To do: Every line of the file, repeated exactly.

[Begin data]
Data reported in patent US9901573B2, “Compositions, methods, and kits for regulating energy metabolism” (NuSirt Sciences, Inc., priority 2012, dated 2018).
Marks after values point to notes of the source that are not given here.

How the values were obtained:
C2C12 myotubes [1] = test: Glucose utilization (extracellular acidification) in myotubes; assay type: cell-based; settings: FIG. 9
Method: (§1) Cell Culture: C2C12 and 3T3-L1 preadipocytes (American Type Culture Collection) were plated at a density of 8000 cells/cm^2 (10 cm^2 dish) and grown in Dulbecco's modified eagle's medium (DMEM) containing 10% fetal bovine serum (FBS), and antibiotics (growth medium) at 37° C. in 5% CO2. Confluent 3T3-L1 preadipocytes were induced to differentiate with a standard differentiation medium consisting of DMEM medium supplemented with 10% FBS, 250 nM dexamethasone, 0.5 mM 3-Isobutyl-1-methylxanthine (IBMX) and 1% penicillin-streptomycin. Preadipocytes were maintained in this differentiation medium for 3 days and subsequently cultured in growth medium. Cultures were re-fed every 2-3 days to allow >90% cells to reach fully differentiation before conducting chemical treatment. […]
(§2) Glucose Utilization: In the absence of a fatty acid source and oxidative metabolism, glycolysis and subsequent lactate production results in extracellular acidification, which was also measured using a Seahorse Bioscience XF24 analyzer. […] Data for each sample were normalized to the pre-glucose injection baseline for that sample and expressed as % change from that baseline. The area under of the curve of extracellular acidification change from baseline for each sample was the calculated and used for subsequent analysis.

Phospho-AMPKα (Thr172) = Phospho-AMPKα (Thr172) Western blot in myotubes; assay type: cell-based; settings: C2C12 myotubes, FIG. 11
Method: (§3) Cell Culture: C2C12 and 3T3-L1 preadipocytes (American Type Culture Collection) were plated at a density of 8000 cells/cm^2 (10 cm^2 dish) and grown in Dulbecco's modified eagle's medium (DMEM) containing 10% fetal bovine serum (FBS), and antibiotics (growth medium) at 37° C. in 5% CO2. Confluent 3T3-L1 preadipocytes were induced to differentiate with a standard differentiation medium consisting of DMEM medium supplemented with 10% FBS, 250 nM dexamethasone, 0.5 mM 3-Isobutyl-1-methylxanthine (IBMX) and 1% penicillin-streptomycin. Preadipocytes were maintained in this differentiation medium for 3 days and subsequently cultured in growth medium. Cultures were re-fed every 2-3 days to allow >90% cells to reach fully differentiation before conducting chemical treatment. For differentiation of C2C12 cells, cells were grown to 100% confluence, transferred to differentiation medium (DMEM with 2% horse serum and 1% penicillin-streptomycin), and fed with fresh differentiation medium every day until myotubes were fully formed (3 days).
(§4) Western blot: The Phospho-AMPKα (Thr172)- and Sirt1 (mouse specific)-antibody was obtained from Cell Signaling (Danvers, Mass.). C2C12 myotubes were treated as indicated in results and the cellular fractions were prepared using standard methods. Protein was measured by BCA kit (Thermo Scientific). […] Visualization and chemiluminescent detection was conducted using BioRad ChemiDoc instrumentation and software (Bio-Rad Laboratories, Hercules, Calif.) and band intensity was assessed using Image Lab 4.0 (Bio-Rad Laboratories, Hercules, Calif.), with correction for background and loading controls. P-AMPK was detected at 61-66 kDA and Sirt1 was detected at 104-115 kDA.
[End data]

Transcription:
Data reported in patent US9901573B2, “Compositions, methods, and kits for regulating energy metabolism” (NuSirt Sciences, Inc., priority 2012, dated 2018).
Marks after values point to notes of the source that are not given here.

How the values were obtained:
C2C12 myotubes [1] = test: Glucose utilization (extracellular acidification) in myotubes; assay type: cell-based; settings: FIG. 9
Method: (§1) Cell Culture: C2C12 and 3T3-L1 preadipocytes (American Type Culture Collection) were plated at a density of 8000 cells/cm^2 (10 cm^2 dish) and grown in Dulbecco's modified eagle's medium (DMEM) containing 10% fetal bovine serum (FBS), and antibiotics (growth medium) at 37° C. in 5% CO2. Confluent 3T3-L1 preadipocytes were induced to differentiate with a standard differentiation medium consisting of DMEM medium supplemented with 10% FBS, 250 nM dexamethasone, 0.5 mM 3-Isobutyl-1-methylxanthine (IBMX) and 1% penicillin-streptomycin. Preadipocytes were maintained in this differentiation medium for 3 days and subsequently cultured in growth medium. Cultures were re-fed every 2-3 days to allow >90% cells to reach fully differentiation before conducting chemical treatment. […]
(§2) Glucose Utilization: In the absence of a fatty acid source and oxidative metabolism, glycolysis and subsequent lactate production results in extracellular acidification, which was also measured using a Seahorse Bioscience XF24 analyzer. […] Data for each sample were normalized to the pre-glucose injection baseline for that sample and expressed as % change from that baseline. The area under of the curve of extracellular acidification change from baseline for each sample was the calculated and used for subsequent analysis.

Phospho-AMPKα (Thr172) = Phospho-AMPKα (Thr172) Western blot in myotubes; assay type: cell-based; settings: C2C12 myotubes, FIG. 11
Method: (§3) Cell Culture: C2C12 and 3T3-L1 preadipocytes (American Type Culture Collection) were plated at a density of 8000 cells/cm^2 (10 cm^2 dish) and grown in Dulbecco's modified eagle's medium (DMEM) containing 10% fetal bovine serum (FBS), and antibiotics (growth medium) at 37° C. in 5% CO2. Confluent 3T3-L1 preadipocytes were induced to differentiate with a standard differentiation medium consisting of DMEM medium supplemented with 10% FBS, 250 nM dexamethasone, 0.5 mM 3-Isobutyl-1-methylxanthine (IBMX) and 1% penicillin-streptomycin. Preadipocytes were maintained in this differentiation medium for 3 days and subsequently cultured in growth medium. Cultures were re-fed every 2-3 days to allow >90% cells to reach fully differentiation before conducting chemical treatment. For differentiation of C2C12 cells, cells were grown to 100% confluence, transferred to differentiation medium (DMEM with 2% horse serum and 1% penicillin-streptomycin), and fed with fresh differentiation medium every day until myotubes were fully formed (3 days).
(§4) Western blot: The Phospho-AMPKα (Thr172)- and Sirt1 (mouse specific)-antibody was obtained from Cell Signaling (Danvers, Mass.). C2C12 myotubes were treated as indicated in results and the cellular fractions were prepared using standard methods. Protein was measured by BCA kit (Thermo Scientific). […] Visualization and chemiluminescent detection was conducted using BioRad ChemiDoc instrumentation and software (Bio-Rad Laboratories, Hercules, Calif.) and band intensity was assessed using Image Lab 4.0 (Bio-Rad Laboratories, Hercules, Calif.), with correction for background and loading controls. P-AMPK was detected at 61-66 kDA and Sirt1 was detected at 104-115 kDA.